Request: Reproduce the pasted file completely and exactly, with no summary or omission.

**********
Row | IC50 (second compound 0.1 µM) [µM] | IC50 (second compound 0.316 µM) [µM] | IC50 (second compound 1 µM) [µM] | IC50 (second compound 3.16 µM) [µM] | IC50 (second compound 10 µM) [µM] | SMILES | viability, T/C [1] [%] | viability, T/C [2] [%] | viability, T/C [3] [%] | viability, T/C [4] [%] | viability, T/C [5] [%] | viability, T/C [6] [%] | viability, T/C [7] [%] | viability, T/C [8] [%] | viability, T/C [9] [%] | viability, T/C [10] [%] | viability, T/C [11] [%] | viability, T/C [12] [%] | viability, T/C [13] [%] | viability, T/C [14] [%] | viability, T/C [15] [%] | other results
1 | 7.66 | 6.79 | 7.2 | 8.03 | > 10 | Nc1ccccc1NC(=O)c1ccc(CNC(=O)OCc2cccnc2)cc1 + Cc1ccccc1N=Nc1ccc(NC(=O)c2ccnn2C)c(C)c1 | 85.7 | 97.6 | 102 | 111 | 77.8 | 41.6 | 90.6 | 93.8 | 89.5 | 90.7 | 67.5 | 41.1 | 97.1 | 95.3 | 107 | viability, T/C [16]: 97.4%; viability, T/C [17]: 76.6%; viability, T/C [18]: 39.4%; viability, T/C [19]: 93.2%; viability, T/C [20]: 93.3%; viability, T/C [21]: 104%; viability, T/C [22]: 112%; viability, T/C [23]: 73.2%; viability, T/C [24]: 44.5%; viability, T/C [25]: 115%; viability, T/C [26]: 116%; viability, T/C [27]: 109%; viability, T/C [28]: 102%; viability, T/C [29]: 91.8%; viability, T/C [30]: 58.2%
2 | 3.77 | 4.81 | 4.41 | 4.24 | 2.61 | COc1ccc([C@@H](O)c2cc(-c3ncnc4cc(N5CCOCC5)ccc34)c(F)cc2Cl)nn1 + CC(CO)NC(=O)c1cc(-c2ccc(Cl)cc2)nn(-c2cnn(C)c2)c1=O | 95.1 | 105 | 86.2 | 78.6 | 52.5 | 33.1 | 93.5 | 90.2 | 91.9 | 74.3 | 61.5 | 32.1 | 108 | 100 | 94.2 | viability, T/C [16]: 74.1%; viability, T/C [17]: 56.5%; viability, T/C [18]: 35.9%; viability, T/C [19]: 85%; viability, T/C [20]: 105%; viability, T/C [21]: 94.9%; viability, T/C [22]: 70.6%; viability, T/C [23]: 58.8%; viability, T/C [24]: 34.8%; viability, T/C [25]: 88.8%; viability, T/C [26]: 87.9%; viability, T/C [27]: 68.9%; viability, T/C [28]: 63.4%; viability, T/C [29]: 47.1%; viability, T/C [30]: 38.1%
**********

Row | IC50 (second compound 0.1 µM) [µM] | IC50 (second compound 0.316 µM) [µM] | IC50 (second compound 1 µM) [µM] | IC50 (second compound 3.16 µM) [µM] | IC50 (second compound 10 µM) [µM] | SMILES | viability, T/C [1] [%] | viability, T/C [2] [%] | viability, T/C [3] [%] | viability, T/C [4] [%] | viability, T/C [5] [%] | viability, T/C [6] [%] | viability, T/C [7] [%] | viability, T/C [8] [%] | viability, T/C [9] [%] | viability, T/C [10] [%] | viability, T/C [11] [%] | viability, T/C [12] [%] | viability, T/C [13] [%] | viability, T/C [14] [%] | viability, T/C [15] [%] | other results
1 | 7.66 | 6.79 | 7.2 | 8.03 | > 10 | Nc1ccccc1NC(=O)c1ccc(CNC(=O)OCc2cccnc2)cc1 + Cc1ccccc1N=Nc1ccc(NC(=O)c2ccnn2C)c(C)c1 | 85.7 | 97.6 | 102 | 111 | 77.8 | 41.6 | 90.6 | 93.8 | 89.5 | 90.7 | 67.5 | 41.1 | 97.1 | 95.3 | 107 | viability, T/C [16]: 97.4%; viability, T/C [17]: 76.6%; viability, T/C [18]: 39.4%; viability, T/C [19]: 93.2%; viability, T/C [20]: 93.3%; viability, T/C [21]: 104%; viability, T/C [22]: 112%; viability, T/C [23]: 73.2%; viability, T/C [24]: 44.5%; viability, T/C [25]: 115%; viability, T/C [26]: 116%; viability, T/C [27]: 109%; viability, T/C [28]: 102%; viability, T/C [29]: 91.8%; viability, T/C [30]: 58.2%
2 | 3.77 | 4.81 | 4.41 | 4.24 | 2.61 | COc1ccc([C@@H](O)c2cc(-c3ncnc4cc(N5CCOCC5)ccc34)c(F)cc2Cl)nn1 + CC(CO)NC(=O)c1cc(-c2ccc(Cl)cc2)nn(-c2cnn(C)c2)c1=O | 95.1 | 105 | 86.2 | 78.6 | 52.5 | 33.1 | 93.5 | 90.2 | 91.9 | 74.3 | 61.5 | 32.1 | 108 | 100 | 94.2 | viability, T/C [16]: 74.1%; viability, T/C [17]: 56.5%; viability, T/C [18]: 35.9%; viability, T/C [19]: 85%; viability, T/C [20]: 105%; viability, T/C [21]: 94.9%; viability, T/C [22]: 70.6%; viability, T/C [23]: 58.8%; viability, T/C [24]: 34.8%; viability, T/C [25]: 88.8%; viability, T/C [26]: 87.9%; viability, T/C [27]: 68.9%; viability, T/C [28]: 63.4%; viability, T/C [29]: 47.1%; viability, T/C [30]: 38.1%